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Musical Elements

Performing Media | Percussion

Peter Kun Frary


Musical instruments which are struck, rubbed, scraped or shook are called percussion instruments. Percussion instruments have an ancient legacy, developing soon after singing. If you count hand claps and foot stomping, percussion is certainly as old as singing. Percussion is also the largest and most diversified category of instruments, with hundreds of different instruments in regular use.

Ethnomusicologists classify percussion instruments in two categories according to how sound is produced: membranophone and idiophone.

Taiko Drum | Honolulu, Hawaii


Musical instruments known as membranophones produce sound when their membrane or skin is struck with a stick, hand or foot. The membrane vibrates and subsequently resonates within a chamber. Membranes are typically made of animal skin or plastic stretched tightly across a frame or resonating chamber. Common membranophones include drums such as taiko, snare, conga and bongos.

Membranophones come in many sizes | Small taiko drums produce sounds in the upper register while larger drums produce deep tones.

Kodo: O-Daiko (8:24) | Taiko drumming

O-Daiko | Tokugawa Era (19th c.) | Metropolitan Museum of Art | The o-daiko (also, o-taiko) is a barrel drum (membranophone) played in Japanese temples and orchestras.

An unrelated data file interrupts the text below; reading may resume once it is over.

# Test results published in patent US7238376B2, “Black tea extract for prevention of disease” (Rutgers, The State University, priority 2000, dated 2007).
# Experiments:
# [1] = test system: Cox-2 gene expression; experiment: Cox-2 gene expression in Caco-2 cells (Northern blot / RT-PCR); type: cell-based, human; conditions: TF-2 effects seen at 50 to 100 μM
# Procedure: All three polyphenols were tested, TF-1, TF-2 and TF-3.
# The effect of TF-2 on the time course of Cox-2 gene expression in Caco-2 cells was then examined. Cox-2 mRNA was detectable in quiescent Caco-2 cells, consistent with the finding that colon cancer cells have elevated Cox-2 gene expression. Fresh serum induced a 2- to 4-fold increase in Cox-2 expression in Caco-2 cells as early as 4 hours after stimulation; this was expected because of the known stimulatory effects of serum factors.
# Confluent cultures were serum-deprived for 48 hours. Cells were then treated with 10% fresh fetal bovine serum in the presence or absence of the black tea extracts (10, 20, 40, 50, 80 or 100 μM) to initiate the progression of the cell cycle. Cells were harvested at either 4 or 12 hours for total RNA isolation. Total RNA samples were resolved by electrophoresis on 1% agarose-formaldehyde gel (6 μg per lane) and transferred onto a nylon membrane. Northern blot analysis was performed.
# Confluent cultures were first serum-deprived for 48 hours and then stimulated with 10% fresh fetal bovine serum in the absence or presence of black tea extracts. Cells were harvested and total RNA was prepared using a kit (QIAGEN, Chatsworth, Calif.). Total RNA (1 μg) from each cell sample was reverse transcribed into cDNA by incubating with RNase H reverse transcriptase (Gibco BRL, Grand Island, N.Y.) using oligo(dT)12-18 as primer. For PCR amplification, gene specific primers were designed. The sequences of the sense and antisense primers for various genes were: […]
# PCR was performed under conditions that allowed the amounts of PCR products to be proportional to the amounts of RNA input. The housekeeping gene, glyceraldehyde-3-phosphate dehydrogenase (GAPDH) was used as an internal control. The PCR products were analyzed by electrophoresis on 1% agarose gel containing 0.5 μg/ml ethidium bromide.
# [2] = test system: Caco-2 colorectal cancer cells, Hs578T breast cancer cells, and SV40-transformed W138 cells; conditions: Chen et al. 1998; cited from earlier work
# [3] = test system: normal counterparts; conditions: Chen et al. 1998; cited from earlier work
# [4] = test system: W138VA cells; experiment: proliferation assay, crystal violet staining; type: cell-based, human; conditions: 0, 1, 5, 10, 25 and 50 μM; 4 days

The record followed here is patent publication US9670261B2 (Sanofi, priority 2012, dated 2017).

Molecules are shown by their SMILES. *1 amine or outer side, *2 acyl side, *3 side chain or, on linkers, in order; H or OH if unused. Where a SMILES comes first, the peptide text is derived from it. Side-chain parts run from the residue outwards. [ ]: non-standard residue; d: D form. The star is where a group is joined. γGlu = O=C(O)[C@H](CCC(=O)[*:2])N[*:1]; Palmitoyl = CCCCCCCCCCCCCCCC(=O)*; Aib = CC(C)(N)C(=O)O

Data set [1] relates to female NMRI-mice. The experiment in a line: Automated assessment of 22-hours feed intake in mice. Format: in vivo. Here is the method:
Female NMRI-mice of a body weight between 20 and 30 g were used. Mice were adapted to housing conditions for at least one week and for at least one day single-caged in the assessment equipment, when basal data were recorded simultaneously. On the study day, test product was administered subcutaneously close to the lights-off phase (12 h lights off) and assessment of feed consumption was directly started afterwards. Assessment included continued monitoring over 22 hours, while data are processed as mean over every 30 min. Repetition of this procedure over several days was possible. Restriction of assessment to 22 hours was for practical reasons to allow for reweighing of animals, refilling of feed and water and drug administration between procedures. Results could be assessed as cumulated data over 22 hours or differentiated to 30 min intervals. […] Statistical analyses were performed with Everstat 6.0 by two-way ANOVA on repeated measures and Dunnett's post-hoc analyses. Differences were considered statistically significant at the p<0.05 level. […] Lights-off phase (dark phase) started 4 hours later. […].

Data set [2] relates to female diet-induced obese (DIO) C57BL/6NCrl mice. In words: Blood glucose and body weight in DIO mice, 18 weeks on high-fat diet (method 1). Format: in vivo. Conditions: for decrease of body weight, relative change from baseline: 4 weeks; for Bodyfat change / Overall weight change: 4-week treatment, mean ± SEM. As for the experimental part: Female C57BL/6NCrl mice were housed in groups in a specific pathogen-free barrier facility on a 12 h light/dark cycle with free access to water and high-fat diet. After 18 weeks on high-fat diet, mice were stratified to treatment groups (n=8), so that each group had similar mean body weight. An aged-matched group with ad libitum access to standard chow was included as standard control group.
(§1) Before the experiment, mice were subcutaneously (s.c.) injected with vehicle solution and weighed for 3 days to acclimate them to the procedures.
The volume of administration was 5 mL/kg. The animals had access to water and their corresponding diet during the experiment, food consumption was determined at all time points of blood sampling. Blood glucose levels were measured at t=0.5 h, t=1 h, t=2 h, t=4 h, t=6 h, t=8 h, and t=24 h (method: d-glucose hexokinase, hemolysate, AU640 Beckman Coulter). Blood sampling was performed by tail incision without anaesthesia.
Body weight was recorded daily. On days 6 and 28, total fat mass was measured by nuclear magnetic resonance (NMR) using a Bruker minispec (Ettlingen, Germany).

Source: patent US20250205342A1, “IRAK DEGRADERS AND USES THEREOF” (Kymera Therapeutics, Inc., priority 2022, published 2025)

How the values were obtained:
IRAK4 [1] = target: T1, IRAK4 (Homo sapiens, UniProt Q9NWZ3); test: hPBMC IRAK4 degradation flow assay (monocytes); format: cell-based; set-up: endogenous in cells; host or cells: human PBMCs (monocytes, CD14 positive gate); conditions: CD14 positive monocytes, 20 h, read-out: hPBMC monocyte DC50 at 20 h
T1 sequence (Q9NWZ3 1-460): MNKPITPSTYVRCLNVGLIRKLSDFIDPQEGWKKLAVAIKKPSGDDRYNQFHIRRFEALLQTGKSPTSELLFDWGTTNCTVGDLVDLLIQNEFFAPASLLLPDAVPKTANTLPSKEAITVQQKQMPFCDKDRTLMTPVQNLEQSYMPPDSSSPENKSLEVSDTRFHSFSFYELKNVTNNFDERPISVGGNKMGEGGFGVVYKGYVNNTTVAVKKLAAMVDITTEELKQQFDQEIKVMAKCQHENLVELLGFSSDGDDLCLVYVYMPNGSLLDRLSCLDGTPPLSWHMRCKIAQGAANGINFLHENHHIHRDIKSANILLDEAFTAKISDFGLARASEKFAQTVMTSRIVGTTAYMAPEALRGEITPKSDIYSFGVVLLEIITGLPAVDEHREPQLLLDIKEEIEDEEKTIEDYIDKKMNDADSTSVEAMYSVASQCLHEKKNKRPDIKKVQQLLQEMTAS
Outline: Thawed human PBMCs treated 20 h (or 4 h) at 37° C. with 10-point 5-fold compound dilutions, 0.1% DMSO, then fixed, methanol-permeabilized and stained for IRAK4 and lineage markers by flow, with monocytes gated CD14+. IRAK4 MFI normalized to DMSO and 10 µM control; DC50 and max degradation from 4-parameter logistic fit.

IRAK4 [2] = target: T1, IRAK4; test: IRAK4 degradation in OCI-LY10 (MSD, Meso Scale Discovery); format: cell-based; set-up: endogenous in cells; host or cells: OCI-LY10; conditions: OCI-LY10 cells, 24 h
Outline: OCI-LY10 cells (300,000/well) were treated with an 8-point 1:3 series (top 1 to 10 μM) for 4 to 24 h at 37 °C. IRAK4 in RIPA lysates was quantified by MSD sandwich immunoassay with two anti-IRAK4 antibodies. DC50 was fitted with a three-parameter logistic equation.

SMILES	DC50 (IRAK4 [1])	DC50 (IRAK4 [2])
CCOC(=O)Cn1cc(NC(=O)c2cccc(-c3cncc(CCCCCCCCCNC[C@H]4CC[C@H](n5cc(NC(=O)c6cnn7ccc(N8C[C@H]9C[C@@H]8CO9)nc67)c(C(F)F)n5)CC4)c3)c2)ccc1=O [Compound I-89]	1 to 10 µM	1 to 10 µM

Musical instruments known as idiophones produce sound via vibration of the entire body of the instrument. Common Idiophones include claves, rattles, cymbals and the marimba. Here's an example of the claves, a common implement of Latin percussion:

Definite and Indefinite Pitch Percussion

While the broad classifications of membranophone and idiophone are useful for anthropologists and ethnomusicologists cataloging musical artifacts, most performing musicians think of percussion instruments in terms of the type of sound produced, i.e., definite pitch percussion and indefinite pitch percussion.

Definite pitch percussion instruments produce musical tones with an identifiable pitch and, thus, are able to play melodies, and some, harmony. Examples of definite pitch percussion include the marimba, xylophone, vibraphone, timpani, chimes, celesta and glockenspiel. Here's the sound of a definite pitch percussion instrument, the Spacedrum (handpan):

Spacedrum (3:03) | Yuki Koshimoto | The Spacedrum (handpan) is a definite pitch idiophone.

Here's the sound of a common definite pitch percussion instrument, the marimba:

Ponteio (1:45) | Celso Machado | Berklee Marimba Ensemble

Indefinite pitch percussion instruments produce sounds without an identifiable pitch. There is timbre, duration, intensity and a sense of highness or lowness of the sound but not an exact pitch.

Examples of indefinite pitch instruments include snare and bass drums, congas, bongos, cymbals and rattles. Here's the sound of indefinite pitch percussion instruments:

Ogoun Badagris (5:21) | Christopher Rouse | Berklee Percussion Ensemble

Percussion (16:50) | David Corkhill introduces percussion instruments.

Fandango 13 | Michael Burritt | Eastman Percussion Ensemble | Mixture of indefinite and definite pitch percussion instruments.

United States Navy Band | Honolulu, Hawaii | Percussion section


percussion instruments, membranophone, definite pitch percussion, indefinite pitch percussion, idiophone, keyboard instruments

©Copyright 2018 by Peter Kun Frary | All Rights Reserved